You are viewing the SNL 2017 Archive Website. For the latest information, see the Current Website.

 
Poster E71, Friday, November 10, 10:00 – 11:15 am, Harborview and Loch Raven Ballrooms

White matter matters: aging of the arcuate fasciculus and middle longitudinal fasciculus and their impact on hearing and speech perception

Pascale Tremblay1, Maxime Perron1, Isabelle Deschamps1, Daniel Kennedy-Higgins2, Anthony S. Dick3, Maxime Descoteaux4;1Université Laval, 2University College London, 3Florida International University, 4Université de Sherbrooke

INTRODUCTION. The aging human brain experiences significant white matter (WM) changes. Such changes have been linked with cognitive decline. In this study, we used High Angular Resolution Diffusion Images (HARDI) with advanced tractography methods to investigate aging of two WM tracts that are thought to be involved in speech and language functions, the arcuate fasciculus (AF), with its three components (anterior, posterior and direct) and the middle longitudinal fasciculus (MdLF), with its two different components, one connecting the temporal pole (TP) to the inferior parietal lobule (IPL) and one connecting TP to the superior parietal lobule (SPL) (Makris et al., 2013). METHODS. 14 young and 15 older cognitively healthy adults were recruited. They underwent a hearing evaluation and completed an auditory syllable discrimination task. Using a Philips 3.0 Tesla Achieva TX, a MPRAGE (1 mm3 and a HARDI sequence were acquired (TR = 8,5 ms ; TE = 76.7 ms; b=1500 s/m2, 60 directions, 128 volume, no gap, 1.8 mm). Image preprocessing was completed using Freesurfer and FSL. Tractography analyses were computed using DIPY (Descoteaux et al., 2008; Garyfallidis et al., 2014). Here we report the results for the fractional anisotropy (FA) and radial diffusivity (RD). PRELIMINARY FINDINGS. We could track all components of the AF and MdLF in all participants. AF. For FA, a mixed-model ANOVA showed a main effect of Group (F(1,26) = 18.17, ≤ .001, η2 = .41) and an interaction between Tracts (direct, anterior, posterior) and Group (young, older) (F(2,52) = 6.79, p = .002, η2 = .21), which revealed a stronger age difference in the posterior tract. A 3-way interaction was found between Group, Tracts and Hemisphere (F(2,52) = 4.69, p = .013, η2 = .15). In the anterior and posterior tracts, age-related decline was bilateral while it was unilateral (left) in the direct tract. For RD, the ANOVA showed a main effect of Group (F(1,26) = 15.88, ≤ .001, η2 = .38) and an interaction between Tracts and Group (F(2,52) = 3.7, p = .032, η2 = .12), which revealed a stronger age difference in the posterior component. MdLF. For FA, the ANOVA showed a main effect of Group (F(1,27) = 29.19, p ≤ .001, η2 = .52), as well as an interaction between Tracts (IPL, SPL) and Group, which revealed a stronger age difference in IPL (F(1,27) = 21.42, p ≤ .001, η2 = .442). No hemisphere effect was found. For RD, there was a main effect of Group (F(1,27) = 16.95, p ≤ .001, η2 = .39), and an interaction between Tracts and Group, which revealed a stronger age difference in SPL (F(1,27) = 5.03, p = .033, η2 = .157). No hemisphere effect was found. CONCLUSIONS. Analyses are currently underway to examine whether these age differences in WM can explain age differences in hearing and speech perception. We expect that these differences in WM integrity result in an impairment in neural signal conduction in key speech and language networks of the brain leading to speech deficits.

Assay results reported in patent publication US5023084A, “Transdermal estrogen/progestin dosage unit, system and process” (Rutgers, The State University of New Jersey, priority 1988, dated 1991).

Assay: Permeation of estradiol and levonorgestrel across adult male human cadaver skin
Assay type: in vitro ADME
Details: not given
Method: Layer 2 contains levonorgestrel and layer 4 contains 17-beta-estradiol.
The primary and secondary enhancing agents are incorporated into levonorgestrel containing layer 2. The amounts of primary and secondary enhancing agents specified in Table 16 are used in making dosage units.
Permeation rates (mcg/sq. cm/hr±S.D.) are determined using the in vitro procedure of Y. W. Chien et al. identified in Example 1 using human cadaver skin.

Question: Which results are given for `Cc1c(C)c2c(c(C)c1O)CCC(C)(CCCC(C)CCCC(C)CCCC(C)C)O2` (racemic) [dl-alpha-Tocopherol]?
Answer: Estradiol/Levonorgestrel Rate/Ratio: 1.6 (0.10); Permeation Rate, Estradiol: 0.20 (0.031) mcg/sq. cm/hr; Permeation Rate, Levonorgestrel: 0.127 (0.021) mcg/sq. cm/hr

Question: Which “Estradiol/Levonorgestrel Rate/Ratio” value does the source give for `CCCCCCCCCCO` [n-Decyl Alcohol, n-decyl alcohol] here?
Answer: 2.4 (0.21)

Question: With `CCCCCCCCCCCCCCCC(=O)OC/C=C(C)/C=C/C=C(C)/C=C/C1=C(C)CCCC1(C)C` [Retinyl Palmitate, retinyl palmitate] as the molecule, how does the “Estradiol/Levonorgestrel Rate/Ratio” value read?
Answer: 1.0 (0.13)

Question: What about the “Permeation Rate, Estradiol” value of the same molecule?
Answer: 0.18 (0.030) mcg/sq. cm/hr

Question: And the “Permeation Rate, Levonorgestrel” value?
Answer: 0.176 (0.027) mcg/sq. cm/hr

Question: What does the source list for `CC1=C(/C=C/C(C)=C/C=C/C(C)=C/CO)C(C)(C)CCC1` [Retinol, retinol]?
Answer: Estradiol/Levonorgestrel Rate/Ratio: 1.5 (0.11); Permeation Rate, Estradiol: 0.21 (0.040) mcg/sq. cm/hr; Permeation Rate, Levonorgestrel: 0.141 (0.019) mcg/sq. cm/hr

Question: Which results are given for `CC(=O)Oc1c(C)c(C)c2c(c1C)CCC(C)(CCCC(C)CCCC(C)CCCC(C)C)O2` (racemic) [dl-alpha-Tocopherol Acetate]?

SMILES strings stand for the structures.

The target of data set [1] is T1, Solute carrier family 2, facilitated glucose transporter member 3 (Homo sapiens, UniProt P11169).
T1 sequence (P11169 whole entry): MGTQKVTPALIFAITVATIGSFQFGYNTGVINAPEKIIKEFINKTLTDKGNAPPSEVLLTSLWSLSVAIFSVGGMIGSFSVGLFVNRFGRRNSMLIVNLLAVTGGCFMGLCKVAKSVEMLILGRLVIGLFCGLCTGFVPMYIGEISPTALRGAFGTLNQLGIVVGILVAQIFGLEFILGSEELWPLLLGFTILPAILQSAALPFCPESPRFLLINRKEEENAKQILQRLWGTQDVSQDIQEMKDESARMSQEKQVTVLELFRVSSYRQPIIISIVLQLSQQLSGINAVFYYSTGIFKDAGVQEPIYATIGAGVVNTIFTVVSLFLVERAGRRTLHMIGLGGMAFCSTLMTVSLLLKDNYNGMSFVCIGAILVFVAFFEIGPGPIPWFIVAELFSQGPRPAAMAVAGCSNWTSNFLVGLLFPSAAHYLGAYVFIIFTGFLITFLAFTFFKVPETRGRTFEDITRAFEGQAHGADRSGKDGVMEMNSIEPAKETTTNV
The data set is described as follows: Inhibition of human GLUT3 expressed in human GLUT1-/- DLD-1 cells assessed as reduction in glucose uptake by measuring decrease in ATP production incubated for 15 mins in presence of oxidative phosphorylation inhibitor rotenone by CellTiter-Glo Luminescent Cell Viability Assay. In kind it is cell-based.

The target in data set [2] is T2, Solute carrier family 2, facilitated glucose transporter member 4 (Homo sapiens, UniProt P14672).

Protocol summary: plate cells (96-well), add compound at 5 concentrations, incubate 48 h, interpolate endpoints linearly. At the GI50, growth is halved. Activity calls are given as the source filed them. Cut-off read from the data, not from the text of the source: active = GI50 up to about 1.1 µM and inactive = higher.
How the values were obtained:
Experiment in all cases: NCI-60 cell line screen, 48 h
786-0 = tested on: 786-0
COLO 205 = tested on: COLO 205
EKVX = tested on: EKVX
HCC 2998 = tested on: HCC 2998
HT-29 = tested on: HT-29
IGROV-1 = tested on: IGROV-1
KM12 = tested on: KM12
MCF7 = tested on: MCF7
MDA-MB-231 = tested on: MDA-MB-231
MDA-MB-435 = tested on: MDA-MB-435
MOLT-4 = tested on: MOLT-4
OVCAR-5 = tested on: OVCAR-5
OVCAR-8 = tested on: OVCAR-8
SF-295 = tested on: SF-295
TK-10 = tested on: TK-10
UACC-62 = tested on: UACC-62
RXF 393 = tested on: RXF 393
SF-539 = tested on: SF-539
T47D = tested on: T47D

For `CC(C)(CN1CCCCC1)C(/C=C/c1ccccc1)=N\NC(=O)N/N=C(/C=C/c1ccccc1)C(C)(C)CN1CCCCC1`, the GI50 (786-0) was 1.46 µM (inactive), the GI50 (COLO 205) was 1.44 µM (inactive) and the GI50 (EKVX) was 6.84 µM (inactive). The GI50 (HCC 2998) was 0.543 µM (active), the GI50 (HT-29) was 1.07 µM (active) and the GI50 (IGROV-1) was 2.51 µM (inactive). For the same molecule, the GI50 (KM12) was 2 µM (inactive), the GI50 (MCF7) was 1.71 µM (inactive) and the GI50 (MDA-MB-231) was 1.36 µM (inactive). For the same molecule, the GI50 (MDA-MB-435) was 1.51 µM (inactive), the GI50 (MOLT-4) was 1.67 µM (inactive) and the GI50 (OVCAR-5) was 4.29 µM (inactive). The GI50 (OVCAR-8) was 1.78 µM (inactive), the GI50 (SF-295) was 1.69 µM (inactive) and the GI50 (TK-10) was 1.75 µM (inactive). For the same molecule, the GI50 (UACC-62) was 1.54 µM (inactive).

Topic Area: Perception: Speech Perception and Audiovisual Integration

Back to Poster Schedule